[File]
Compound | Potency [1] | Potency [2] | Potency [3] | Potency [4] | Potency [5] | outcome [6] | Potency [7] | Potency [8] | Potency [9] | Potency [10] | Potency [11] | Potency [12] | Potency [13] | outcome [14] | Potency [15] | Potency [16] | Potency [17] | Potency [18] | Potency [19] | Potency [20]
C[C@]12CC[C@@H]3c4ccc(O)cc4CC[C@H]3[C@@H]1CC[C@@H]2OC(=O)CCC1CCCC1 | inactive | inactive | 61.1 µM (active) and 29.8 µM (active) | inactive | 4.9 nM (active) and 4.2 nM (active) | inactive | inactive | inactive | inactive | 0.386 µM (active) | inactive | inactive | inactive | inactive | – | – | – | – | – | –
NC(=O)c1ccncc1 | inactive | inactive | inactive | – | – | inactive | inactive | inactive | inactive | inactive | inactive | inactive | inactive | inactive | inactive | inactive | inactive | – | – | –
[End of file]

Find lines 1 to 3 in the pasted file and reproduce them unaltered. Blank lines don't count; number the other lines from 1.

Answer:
Compound | Potency [1] | Potency [2] | Potency [3] | Potency [4] | Potency [5] | outcome [6] | Potency [7] | Potency [8] | Potency [9] | Potency [10] | Potency [11] | Potency [12] | Potency [13] | outcome [14] | Potency [15] | Potency [16] | Potency [17] | Potency [18] | Potency [19] | Potency [20]
C[C@]12CC[C@@H]3c4ccc(O)cc4CC[C@H]3[C@@H]1CC[C@@H]2OC(=O)CCC1CCCC1 | inactive | inactive | 61.1 µM (active) and 29.8 µM (active) | inactive | 4.9 nM (active) and 4.2 nM (active) | inactive | inactive | inactive | inactive | 0.386 µM (active) | inactive | inactive | inactive | inactive | – | – | – | – | – | –
NC(=O)c1ccncc1 | inactive | inactive | inactive | – | – | inactive | inactive | inactive | inactive | inactive | inactive | inactive | inactive | inactive | inactive | inactive | inactive | – | – | –